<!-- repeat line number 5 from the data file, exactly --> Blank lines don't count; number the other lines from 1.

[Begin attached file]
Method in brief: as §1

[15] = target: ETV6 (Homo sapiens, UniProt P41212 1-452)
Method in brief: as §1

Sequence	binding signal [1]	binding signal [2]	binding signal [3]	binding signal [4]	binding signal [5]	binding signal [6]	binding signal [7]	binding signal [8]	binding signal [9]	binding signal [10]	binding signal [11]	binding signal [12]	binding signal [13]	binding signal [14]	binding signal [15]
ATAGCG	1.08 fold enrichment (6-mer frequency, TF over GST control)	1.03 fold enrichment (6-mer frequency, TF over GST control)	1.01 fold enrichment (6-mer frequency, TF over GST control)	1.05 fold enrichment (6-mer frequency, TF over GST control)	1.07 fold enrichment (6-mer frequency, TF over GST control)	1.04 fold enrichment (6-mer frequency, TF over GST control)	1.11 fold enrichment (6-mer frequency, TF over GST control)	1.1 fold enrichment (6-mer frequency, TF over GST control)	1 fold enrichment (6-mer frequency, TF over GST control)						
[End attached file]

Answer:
ATAGCG	1.08 fold enrichment (6-mer frequency, TF over GST control)	1.03 fold enrichment (6-mer frequency, TF over GST control)	1.01 fold enrichment (6-mer frequency, TF over GST control)	1.05 fold enrichment (6-mer frequency, TF over GST control)	1.07 fold enrichment (6-mer frequency, TF over GST control)	1.04 fold enrichment (6-mer frequency, TF over GST control)	1.11 fold enrichment (6-mer frequency, TF over GST control)	1.1 fold enrichment (6-mer frequency, TF over GST control)	1 fold enrichment (6-mer frequency, TF over GST control)						